One of the most difficult challenges I faced when returning to teaching was dealing with parents. They often made me angry. I remember sitting in an IEP meeting with a parent who was more concerned about how the child was impacting on their day-to-day life then on the actual child. I wanted to shake them and scream “Do you realise how lucky you are? You have your child. You can hold them and tell them you love them. How can you sit here and selfishly complain?” The same happens when I see a kid come to school without lunch or a dirty uniform, or when I know they are going home to an empty, loveless house. This anger still rises up now eight years on and I have to let it go.
To my sister, the parents in front of you have not experienced the same pain. They need support, guidance and love. Their children do too and you are the right person to do this.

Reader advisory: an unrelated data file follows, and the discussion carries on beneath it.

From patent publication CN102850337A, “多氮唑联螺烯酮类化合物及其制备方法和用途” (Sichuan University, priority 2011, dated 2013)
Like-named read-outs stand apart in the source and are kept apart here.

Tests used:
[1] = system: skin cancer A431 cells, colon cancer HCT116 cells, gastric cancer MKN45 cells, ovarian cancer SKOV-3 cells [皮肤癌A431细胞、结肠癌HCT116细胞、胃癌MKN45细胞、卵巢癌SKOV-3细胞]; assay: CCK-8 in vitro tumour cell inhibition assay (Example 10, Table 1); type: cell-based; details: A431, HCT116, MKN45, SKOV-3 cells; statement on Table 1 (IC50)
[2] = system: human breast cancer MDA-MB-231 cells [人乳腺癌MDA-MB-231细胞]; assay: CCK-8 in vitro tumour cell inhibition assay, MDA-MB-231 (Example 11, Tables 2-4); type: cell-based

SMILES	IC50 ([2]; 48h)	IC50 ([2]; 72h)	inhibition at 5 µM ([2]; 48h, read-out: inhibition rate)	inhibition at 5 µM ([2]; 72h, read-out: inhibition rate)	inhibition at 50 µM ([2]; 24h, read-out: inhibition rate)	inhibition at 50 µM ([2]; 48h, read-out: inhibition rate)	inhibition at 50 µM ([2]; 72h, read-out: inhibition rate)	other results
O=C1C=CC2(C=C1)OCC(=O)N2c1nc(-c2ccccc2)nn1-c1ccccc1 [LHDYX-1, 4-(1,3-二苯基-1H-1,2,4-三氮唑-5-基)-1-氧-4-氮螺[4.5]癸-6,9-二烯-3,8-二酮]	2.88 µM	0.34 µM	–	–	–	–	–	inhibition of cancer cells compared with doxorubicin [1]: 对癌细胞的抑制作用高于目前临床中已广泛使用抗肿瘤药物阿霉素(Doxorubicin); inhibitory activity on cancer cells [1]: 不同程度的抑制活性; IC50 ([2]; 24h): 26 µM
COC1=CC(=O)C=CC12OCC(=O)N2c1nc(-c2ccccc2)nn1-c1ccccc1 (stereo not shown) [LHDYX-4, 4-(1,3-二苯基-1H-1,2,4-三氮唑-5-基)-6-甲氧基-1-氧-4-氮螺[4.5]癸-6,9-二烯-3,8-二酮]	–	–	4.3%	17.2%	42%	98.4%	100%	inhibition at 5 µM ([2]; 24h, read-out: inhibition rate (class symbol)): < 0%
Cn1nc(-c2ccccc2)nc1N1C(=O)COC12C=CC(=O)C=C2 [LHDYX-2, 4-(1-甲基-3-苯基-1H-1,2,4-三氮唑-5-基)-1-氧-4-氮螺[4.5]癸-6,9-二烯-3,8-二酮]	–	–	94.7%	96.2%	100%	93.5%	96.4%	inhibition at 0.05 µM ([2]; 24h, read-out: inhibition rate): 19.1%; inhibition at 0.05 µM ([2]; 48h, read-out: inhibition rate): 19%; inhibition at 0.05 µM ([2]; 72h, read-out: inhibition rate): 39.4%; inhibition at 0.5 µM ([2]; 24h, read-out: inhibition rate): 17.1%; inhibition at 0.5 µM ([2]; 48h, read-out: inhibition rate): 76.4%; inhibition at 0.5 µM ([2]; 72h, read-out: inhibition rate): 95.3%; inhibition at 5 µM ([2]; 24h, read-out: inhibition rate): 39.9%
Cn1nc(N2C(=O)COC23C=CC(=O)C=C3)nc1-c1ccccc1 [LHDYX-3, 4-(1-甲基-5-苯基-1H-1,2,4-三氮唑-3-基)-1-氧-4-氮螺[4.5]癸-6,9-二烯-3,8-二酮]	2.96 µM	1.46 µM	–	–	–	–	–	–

There are other challenges too.
When the kid in your class has the same name as your child.
When you are covering a topic touching on grief or loss.
When a word, an image, a moment reminds you of them.
When something triggers your grief.
These moments can knock the wind out of you.
To my sister, in these moments breathe and know that they will pass.
Most importantly, there is something healing about hanging with kids all day. There is so much joy in the classroom. Laugh with your students, dance with them, play outside and let their sunshine light up your day. They will not replace him, not ever, but they can bring you happiness if you can let them into your heart.
To my sister and all the teacher parents returning to work after losing a child, you can do this. I know because I have. You are a teacher and you can do anything.
Finally, one last note to my sister’s colleagues….
bring her cake and laugh with her about the time the first grader stuck half a crayon up his nose.
This too is important.